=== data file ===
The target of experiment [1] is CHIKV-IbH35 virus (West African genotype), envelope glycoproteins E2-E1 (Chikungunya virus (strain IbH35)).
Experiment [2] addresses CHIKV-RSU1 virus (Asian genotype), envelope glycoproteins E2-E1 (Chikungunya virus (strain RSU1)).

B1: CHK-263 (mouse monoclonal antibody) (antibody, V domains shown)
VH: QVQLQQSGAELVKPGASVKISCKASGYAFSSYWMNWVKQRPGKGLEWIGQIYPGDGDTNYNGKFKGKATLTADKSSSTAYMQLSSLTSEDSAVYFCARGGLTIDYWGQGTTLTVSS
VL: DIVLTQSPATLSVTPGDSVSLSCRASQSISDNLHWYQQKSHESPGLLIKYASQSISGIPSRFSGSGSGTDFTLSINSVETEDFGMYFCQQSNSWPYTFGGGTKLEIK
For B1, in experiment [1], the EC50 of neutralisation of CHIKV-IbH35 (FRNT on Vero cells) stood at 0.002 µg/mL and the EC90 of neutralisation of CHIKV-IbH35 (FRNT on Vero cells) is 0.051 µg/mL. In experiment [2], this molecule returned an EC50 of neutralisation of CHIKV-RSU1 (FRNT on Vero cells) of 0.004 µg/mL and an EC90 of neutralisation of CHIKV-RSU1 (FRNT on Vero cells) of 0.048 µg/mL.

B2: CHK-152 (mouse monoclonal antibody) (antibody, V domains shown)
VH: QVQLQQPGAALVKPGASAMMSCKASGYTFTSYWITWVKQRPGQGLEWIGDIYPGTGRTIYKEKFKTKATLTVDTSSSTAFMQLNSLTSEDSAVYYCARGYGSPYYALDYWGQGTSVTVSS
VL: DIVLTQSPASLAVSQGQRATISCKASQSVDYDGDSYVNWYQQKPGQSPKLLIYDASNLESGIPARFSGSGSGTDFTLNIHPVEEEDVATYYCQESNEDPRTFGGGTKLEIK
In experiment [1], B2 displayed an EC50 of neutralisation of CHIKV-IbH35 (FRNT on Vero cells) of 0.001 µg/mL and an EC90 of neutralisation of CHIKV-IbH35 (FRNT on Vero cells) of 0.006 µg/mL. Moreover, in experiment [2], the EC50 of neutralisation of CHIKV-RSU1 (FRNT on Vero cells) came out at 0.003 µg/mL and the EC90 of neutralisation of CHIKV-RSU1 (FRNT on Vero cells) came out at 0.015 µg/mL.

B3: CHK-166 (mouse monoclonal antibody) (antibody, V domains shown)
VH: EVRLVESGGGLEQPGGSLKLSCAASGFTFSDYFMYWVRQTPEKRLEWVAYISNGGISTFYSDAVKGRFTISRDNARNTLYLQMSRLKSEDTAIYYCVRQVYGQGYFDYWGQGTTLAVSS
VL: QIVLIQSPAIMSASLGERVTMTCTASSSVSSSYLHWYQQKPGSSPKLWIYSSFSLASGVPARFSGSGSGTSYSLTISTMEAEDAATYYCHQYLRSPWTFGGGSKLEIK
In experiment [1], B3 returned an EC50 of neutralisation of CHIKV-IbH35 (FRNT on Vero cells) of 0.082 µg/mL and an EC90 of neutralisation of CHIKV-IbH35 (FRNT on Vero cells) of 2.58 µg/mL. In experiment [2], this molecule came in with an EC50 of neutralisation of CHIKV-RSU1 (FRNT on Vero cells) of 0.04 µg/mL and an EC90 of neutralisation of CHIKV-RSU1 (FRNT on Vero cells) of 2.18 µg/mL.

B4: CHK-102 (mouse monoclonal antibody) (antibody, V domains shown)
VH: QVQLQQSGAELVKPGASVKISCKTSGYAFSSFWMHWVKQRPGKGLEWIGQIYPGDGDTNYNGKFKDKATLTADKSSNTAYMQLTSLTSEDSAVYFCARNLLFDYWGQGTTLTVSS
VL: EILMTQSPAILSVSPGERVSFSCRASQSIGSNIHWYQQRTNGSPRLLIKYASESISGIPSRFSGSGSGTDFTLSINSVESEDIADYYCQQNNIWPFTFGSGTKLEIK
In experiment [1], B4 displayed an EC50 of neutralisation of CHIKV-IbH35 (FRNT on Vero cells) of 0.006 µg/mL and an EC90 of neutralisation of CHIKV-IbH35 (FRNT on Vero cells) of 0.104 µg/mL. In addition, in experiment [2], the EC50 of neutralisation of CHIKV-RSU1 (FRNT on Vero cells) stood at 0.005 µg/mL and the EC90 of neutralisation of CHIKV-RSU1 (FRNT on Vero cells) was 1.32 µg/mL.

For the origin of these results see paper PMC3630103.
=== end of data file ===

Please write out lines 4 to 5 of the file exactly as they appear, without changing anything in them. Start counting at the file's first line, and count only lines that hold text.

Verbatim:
VH: QVQLQQSGAELVKPGASVKISCKASGYAFSSYWMNWVKQRPGKGLEWIGQIYPGDGDTNYNGKFKGKATLTADKSSSTAYMQLSSLTSEDSAVYFCARGGLTIDYWGQGTTLTVSS
VL: DIVLTQSPATLSVTPGDSVSLSCRASQSISDNLHWYQQKSHESPGLLIKYASQSISGIPSRFSGSGSGTDFTLSINSVETEDFGMYFCQQSNSWPYTFGGGTKLEIK